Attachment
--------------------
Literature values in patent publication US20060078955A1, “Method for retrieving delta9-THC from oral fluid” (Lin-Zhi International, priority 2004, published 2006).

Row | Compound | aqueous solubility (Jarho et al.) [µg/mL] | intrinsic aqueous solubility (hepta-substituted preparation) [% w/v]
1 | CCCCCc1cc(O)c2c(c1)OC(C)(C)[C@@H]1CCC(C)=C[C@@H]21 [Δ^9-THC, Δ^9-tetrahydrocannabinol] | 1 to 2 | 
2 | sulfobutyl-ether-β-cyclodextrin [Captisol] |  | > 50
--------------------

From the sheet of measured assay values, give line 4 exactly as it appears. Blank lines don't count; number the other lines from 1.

2 | sulfobutyl-ether-β-cyclodextrin [Captisol] |  | > 50